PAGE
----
“This new rule change, it stinks,” Palin said.

Without the filibuster, Obama may also fill several lower-level positions in key regulatory agencies, some of which have been vacant for months or even years. Environmentalists are eager for key appointments such as the head of the Office of Water at the Environmental Protection Agency and several positions in the Department of Interior. The long wait for confirmation has led some nominees to withdraw.

As he fills those picks and selects new judges, Obama will be under pressure from activists in his own party to make more aggressively ideological picks.

He used the threat of Republican opposition, for example, when he passed over Elizabeth Warren to lead the Consumer Financial Protection Bureau, which devastated liberals and helped propel her US Senate career.

Republicans said that in the long term, the rule changes will empower the extremes of both parties. Senator Jeff Flake, an Arizona Republican, said he worries about that prospect, even if the rule changes eventually benefit his own party.

“I fear that once Republicans get the majority, it’s very tough to tell your base that you’re going to diminish your own authority,” he said.

Obama will not have an entirely free hand in loading the courts. There are 93 court vacancies that Obama can fill: 75 in the district courts and 18 in the court of appeals. Republican senators still have some tools at their disposal to make appointments difficult, such as invoking the blue-slip tradition requiring both home state senators to support a nomination before it is processed.

James P. Manley, a Democratic strategist and former aide to the Senate majority leader, Harry Reid, said Republicans still have many options to “gum up the Senate.”

“It’s difficult to imagine the Senate becoming even more dysfunctional than it is now. But the fact of the matter is, depending on how Republicans want to play it, it can be,” Manley said.

The institution’s rule book is replete of arcane customs that can be exploited to slow the pace of business. For example, it requires unanimous consent every day to hold committee hearings. If one senator objects, every panel in the building is halted and no others can begin for an entire day.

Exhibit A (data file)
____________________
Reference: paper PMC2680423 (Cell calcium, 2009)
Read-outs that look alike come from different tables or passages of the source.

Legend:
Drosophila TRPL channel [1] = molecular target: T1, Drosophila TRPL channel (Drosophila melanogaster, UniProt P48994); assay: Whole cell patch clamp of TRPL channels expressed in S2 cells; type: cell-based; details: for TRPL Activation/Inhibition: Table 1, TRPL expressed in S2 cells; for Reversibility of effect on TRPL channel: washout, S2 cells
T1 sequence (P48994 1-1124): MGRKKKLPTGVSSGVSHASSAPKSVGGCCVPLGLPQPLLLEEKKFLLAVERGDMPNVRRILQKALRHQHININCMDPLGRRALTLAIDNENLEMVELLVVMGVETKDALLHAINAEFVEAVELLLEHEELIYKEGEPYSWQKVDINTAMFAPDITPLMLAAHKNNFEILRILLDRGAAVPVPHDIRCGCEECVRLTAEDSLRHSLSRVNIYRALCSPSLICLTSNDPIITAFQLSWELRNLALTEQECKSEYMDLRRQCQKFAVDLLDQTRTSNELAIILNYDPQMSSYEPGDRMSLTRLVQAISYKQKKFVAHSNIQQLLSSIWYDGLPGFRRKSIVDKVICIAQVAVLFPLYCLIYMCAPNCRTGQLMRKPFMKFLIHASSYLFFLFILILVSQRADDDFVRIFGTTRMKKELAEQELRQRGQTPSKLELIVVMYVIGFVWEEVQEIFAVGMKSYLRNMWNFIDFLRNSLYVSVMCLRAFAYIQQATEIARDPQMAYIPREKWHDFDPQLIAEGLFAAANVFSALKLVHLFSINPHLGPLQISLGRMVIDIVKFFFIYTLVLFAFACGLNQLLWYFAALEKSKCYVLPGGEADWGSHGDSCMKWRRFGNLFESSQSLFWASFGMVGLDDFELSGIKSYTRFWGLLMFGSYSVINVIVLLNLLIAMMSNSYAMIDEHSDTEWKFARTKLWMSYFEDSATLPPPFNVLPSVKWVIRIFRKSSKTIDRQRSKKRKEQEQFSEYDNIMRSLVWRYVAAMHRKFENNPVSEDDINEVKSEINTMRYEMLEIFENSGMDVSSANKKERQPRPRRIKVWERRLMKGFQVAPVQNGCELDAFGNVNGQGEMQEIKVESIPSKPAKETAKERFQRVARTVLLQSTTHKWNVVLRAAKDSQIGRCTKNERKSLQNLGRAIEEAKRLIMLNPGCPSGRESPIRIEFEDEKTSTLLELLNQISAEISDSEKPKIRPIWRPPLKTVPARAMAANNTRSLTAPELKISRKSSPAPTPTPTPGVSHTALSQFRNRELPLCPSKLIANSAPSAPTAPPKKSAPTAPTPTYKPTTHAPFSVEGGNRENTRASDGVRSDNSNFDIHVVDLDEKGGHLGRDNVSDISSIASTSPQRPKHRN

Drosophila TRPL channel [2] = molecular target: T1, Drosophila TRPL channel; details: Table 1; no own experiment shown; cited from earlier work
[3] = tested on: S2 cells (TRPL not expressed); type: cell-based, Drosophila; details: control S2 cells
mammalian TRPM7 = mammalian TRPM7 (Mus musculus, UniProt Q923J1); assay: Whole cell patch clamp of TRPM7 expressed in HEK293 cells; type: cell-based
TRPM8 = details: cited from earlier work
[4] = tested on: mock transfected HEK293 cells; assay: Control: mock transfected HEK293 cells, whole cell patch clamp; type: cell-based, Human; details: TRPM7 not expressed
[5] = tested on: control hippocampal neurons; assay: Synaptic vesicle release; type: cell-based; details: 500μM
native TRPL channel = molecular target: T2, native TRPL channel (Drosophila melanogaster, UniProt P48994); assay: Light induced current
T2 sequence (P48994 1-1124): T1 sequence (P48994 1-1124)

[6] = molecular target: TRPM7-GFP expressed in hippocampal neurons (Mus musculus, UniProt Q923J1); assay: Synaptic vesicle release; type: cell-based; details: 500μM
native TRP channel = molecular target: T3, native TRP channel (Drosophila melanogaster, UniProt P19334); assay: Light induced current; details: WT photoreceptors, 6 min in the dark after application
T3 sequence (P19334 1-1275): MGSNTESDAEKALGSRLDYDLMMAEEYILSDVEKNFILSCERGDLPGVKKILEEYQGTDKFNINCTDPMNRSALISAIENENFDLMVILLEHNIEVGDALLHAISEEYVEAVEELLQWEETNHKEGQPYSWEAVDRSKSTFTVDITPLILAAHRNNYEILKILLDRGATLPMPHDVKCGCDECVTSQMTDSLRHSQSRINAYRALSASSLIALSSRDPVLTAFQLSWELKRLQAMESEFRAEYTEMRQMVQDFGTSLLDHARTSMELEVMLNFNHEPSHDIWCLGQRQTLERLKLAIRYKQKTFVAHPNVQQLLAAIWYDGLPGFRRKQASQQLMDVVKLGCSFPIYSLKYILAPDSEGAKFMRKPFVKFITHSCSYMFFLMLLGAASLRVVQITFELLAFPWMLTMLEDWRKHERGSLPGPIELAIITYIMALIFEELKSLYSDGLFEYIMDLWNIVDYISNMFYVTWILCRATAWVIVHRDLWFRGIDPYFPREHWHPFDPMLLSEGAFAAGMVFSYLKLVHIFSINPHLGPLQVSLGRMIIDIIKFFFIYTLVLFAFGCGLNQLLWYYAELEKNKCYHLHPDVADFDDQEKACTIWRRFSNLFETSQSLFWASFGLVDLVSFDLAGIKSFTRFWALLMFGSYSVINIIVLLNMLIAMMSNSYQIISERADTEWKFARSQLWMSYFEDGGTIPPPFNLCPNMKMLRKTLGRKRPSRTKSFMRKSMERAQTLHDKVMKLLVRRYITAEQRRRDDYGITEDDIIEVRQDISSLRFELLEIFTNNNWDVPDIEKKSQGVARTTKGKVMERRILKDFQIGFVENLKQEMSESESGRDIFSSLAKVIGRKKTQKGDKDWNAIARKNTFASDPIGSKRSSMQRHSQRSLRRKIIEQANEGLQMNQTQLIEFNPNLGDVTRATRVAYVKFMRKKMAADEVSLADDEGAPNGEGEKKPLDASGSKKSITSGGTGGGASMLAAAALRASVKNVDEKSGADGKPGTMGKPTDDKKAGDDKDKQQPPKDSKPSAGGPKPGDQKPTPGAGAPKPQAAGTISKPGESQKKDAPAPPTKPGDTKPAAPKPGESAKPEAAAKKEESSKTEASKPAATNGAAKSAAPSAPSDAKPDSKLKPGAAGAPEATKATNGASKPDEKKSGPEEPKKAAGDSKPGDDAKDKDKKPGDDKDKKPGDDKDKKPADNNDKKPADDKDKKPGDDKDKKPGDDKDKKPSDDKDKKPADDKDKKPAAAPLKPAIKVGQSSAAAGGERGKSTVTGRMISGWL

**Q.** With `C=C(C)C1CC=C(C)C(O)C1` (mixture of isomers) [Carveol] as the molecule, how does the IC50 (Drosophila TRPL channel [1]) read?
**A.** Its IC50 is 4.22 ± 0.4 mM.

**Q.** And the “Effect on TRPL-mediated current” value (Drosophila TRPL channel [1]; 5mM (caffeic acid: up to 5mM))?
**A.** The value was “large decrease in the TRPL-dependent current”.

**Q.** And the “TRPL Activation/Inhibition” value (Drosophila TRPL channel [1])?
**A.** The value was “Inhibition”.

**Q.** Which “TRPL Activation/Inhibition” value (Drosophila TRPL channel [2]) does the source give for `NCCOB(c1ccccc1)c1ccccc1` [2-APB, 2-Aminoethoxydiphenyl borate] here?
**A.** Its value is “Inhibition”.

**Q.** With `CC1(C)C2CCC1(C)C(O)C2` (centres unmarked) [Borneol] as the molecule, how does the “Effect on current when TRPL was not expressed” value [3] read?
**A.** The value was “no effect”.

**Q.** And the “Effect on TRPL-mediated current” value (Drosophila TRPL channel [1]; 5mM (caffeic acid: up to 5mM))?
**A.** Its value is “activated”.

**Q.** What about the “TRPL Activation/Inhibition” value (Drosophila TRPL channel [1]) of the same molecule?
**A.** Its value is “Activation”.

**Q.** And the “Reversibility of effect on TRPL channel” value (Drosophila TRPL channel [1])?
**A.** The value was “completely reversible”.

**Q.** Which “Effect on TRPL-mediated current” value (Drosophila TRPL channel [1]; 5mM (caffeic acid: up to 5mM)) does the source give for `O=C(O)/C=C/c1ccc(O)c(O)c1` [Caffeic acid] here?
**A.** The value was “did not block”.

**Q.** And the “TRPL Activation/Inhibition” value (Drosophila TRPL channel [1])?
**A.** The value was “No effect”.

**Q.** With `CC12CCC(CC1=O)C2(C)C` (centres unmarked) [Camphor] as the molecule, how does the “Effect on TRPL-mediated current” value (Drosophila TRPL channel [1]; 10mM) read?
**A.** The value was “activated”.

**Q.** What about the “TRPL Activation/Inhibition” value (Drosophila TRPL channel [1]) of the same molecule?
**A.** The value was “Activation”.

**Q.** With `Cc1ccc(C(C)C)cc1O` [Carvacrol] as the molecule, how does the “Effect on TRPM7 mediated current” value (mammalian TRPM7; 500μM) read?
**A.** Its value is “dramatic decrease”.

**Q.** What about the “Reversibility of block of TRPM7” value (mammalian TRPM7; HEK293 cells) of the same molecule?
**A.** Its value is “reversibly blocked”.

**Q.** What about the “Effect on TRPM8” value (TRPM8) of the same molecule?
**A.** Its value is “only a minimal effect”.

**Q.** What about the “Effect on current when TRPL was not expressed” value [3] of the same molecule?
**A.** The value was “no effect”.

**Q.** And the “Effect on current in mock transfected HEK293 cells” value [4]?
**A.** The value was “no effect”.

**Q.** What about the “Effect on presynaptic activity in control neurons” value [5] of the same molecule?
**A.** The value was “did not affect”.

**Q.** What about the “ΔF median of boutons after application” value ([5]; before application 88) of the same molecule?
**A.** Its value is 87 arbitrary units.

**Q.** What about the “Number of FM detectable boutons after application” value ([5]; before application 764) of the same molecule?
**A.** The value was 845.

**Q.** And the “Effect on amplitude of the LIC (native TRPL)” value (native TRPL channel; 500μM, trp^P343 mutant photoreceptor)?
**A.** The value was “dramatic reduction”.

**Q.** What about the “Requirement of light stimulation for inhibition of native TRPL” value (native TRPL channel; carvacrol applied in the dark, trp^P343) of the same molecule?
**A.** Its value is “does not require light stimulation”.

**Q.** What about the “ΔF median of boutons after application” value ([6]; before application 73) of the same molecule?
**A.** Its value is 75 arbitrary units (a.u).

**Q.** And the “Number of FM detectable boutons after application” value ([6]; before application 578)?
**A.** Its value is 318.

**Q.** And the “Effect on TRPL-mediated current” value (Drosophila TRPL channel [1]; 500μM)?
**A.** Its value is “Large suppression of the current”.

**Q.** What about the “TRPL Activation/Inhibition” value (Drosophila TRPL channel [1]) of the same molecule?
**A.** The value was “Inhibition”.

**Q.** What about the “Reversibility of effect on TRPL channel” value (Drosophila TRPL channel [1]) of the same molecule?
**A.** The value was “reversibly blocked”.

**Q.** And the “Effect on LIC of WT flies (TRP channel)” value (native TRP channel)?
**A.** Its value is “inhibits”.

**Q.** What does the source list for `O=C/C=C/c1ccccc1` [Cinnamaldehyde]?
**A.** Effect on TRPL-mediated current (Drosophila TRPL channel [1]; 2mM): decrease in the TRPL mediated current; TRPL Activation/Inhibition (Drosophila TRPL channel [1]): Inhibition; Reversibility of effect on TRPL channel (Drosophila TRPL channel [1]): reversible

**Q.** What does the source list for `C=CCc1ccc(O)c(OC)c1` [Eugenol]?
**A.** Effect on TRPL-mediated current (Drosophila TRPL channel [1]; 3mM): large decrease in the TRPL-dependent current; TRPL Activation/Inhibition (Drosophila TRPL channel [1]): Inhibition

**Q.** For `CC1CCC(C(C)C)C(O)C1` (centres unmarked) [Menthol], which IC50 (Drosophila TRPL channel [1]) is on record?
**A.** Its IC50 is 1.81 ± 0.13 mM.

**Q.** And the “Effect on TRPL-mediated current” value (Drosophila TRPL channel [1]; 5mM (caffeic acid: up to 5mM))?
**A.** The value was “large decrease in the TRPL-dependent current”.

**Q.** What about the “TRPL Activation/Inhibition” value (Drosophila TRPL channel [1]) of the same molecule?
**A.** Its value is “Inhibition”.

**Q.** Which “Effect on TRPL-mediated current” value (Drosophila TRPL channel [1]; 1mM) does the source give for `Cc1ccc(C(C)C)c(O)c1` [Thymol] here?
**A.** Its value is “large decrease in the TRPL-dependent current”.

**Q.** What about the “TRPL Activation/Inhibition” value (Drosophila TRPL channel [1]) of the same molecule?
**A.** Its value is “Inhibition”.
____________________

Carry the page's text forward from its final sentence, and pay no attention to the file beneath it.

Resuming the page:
And before adjourning for recess last week, Reid failed to nominate a batch of district court judges, which is routinely done before a long break. That too requires unanimous consent and Democrats, aware of Republicans’ raw nerves, were reluctant to provide a platform for dissent.

Upon return from a two-week recess in December, the Senate will focus on more modest goals, including a deal to prevent another government shutdown that is not expected to include any broader proposals to change the tax structure or reduce entitlement spending. Senators will also try to pass an annual defense bill that stalled Thursday afternoon.

The Obama administration is also renewing an effort to win approval for an international treaty designed to protect disabled people. The treaty failed last December, falling five votes shy of the two-thirds majority required. Senator John McCain, who supports the treaty, said the rule changes could hurt the effort to win more supporters.

“That will put a chill through all of that,” McCain said.

The historic rule change could also haunt Obama’s long-term legacy, warned Julian Zelizer, a Princeton history professor. If the GOP wins big in 2014 and 2016, he said, “this could pave the way for Republicans to have a lot more leeway to undercut a lot of what Obama did.”

“That’s a risk Democrats just took,” Zelizer said.

Noah Bierman can be reached at nbierman@globe.com. Tracy Jan can be reached at tjan@globe.com.